Grahams Family Dairy milks 6.5 tonne Dailys to cut costs06 April 2010

Stephen Elliot, transport manager at Grahams Family Dairy, says he is trialling a move from 7.5 to 6.5 tonners, and has bought two Iveco Daily 65C18 light commercials for the purpose.

The Dailys are already in operation seven days a week, clocking up a projected 40,000 km a year at the Stirling-based firm, which distributes milk and dairy products to a mix of retail outlets, from corner shops to supermarkets around the region.

Elliot explains that the new, smaller trucks still offer a more than adequate body and payload allowance of 4,255kg for the dairy's deliveries, but also offer the advantage of easier driving and manoeuvrability, typical of smaller LCVs.

"The decision to buy these Dailys, rather than simply replacing like-for-like, has brought multiple benefits to the business," states Elliot. "Not only has it reduced capital expenditure, but the Dailys offer improved payload capacity and allow us to carry 14 trolley-cages, whereas our existing Ategos can only carry 12," he adds.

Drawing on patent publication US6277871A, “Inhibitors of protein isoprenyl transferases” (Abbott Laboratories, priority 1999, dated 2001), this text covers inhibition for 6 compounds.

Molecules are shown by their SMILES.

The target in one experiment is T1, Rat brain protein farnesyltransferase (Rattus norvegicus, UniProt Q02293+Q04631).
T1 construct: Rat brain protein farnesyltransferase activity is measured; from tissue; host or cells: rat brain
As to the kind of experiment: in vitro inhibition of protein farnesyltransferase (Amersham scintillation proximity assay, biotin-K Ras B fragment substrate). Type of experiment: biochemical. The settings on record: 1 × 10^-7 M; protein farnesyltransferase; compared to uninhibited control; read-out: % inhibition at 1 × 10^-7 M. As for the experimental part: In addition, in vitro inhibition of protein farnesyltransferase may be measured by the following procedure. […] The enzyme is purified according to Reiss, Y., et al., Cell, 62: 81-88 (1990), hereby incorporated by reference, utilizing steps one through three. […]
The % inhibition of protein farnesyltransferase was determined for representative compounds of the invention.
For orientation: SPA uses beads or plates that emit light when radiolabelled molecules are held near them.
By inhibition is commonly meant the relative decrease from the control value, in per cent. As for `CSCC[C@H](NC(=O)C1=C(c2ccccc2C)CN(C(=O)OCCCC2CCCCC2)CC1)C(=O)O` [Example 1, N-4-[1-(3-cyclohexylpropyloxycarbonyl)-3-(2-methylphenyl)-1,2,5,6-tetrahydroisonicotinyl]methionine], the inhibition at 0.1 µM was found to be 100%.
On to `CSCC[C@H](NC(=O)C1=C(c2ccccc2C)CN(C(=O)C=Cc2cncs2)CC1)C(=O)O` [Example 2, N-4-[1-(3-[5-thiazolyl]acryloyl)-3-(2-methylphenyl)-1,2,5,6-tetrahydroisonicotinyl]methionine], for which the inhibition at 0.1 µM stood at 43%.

Elliot says that amounts to a "significant improvement in productivity", which will, he says, cut delivery miles and fuel costs – so also resulting in reduced emissions and fossil fuel consumption.

He also comments on the benefits for drivers: "The Daily also offers better manoeuvrability, which is particularly important, as these vehicles will spend the majority of their time making deliveries in busy urban environments," he explains.

The Daily chassis cabs were supplied by Iveco dealer Kerr & Smith, and both were mounted with bespoke refrigerated bodywork, manufactured by Tekbo. They each use a direct-drive Carrier Transicold Xarios temperature controlled system to keep the milk, cream and butter products cool throughout the distribution process, and Elliott expects them to remain in operation with the company until 2016.

Power comes from 3.0 litre HPT (high performance turbo) engines, capable of 176hp, between 3,200 and 3,500 rev/min, and up to 400Nm of torque between 1,250 and 3,000 rev/min. Elliot reckons this wide power and torque band is an excellent match for his urban delivery requirements, while also permitting motorway cruising at low engine speeds.

He also advises that every component in the engine has been specified for heavy duty, prolonged work – citing the timing chain service intervals, which has been extended to every 350,000 km.

Brian Tinham

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